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Science in India, made in Calcutta!

- Exhibition focus on scientific leaps

A science exhibition planned and built in Calcutta is set to return to the city after a three-month-long Caribbean outing.

The exhibition — on the culture of science in India — dwells on the scientific achievements and activities in the country since the Vedic age. The idea is to highlight the scientific temper of the country and promote science in the host countries.

A team of about 40 researchers and skilled hands crafted the exhibits at the Salt Lake headquarters of the National Council of Science Museums (NCSM), the apex body of science museums in India, between March and May. The planning and design for the exhibition was also undertaken at the council’s central research and training laboratory.

G.S. Rautela, the director-general of the council, said: “The exhibition was spread over an area of 12,000sq ft in Guyana. This is the first time since 1983 that a science exhibition on such a grand scale has gone outside the country.”

The exhibition includes a model of a ship built in India during Harappan times as well as Chandrayan, India’s first unmanned lunar mission launched in 2008. A model of a Harappan township was also exhibited to showcase India’s scientific advancement at such an early stage of civilisation.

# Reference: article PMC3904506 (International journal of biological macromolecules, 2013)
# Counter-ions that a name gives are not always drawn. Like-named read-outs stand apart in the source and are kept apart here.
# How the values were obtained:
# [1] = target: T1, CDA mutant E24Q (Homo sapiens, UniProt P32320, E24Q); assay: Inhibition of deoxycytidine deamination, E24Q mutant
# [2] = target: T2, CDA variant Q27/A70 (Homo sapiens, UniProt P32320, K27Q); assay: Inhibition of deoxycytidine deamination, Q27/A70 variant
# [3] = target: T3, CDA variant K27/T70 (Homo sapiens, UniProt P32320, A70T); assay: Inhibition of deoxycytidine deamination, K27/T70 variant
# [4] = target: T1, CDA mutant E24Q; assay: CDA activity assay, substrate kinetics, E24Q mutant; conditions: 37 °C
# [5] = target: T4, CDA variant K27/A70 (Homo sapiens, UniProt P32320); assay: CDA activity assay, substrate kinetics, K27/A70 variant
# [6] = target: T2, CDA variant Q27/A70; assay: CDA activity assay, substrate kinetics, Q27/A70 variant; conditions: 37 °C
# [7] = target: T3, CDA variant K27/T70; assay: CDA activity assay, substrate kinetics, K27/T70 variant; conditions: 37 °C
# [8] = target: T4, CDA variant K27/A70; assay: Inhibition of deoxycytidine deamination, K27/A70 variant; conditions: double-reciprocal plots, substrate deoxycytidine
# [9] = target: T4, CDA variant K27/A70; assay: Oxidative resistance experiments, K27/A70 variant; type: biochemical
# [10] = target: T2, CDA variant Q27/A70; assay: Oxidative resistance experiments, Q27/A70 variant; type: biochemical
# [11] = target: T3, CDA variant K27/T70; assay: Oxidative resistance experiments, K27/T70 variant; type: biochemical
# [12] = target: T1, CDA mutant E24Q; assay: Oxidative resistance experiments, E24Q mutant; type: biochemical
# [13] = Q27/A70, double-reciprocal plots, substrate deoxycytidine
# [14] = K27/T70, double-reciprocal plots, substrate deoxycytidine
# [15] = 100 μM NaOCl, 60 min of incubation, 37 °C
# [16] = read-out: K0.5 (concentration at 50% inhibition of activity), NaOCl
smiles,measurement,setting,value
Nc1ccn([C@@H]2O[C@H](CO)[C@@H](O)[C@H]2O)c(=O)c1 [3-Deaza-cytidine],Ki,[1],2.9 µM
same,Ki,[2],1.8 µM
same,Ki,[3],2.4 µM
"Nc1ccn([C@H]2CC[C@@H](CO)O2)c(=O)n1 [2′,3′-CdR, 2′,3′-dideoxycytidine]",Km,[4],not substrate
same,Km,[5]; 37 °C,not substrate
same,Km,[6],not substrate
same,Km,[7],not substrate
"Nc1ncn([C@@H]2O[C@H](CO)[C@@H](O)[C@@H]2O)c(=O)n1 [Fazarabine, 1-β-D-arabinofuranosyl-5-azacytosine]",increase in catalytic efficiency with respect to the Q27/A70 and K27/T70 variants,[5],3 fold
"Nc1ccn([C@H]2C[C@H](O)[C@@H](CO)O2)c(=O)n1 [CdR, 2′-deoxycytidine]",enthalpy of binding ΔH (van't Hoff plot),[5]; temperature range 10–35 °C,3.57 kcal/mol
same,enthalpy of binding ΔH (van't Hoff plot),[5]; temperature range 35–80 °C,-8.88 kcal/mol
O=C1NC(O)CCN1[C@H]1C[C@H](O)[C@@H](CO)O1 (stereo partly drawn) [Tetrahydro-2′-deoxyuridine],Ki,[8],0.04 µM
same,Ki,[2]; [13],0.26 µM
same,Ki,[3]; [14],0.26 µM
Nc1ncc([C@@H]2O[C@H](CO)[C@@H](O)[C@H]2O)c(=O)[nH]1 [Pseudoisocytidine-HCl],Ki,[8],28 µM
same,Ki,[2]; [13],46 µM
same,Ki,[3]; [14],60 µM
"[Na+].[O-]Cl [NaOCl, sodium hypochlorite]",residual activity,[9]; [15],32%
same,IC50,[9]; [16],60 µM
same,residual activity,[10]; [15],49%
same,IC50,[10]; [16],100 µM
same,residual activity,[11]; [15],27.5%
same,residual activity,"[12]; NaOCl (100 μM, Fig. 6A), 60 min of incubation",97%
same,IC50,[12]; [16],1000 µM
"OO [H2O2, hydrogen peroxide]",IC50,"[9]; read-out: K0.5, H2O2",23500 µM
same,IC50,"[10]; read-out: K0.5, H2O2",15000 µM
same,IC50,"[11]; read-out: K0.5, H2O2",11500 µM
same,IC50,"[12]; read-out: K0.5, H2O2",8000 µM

“There are about 75 exhibits, all built in our workshop,” said Nataraj Dasgupta, NCSM’s senior curator.

The Union culture ministry had signed a memorandum of understanding with the government of Trinidad and Tobago in January about holding a science exhibition there. “We started work from January 10. There was very little time in hand,” said Rautela.

Dasgupta said the team (apart from researchers, it comprised artists, electronic engineers, sculptors and computer software developers) had to work hard against a strict deadline. “We had to work for more than 10 hours each day. We knew the exhibition would represent India there,” said Dasgupta who, along with a team of five other curators from Calcutta, visited Trinidad and Tobago to set up the exhibition.

Recreating the Zawar mines in Rajasthan, where zinc smelting was done almost 200 years back, is also something that the team fondly remembers. “We recreated the mines and the instruments used for smelting,” Rautela said.

The exhibits sailed from Calcutta on May 5 and took 55 days to reach Trinidad and Tobago.

While the exhibition was on, between May 22 and July 20, the Indian team got a request from Guyana’s government to take the exhibition to their country. The exhibition at Guyana was held between August 20 and September 30.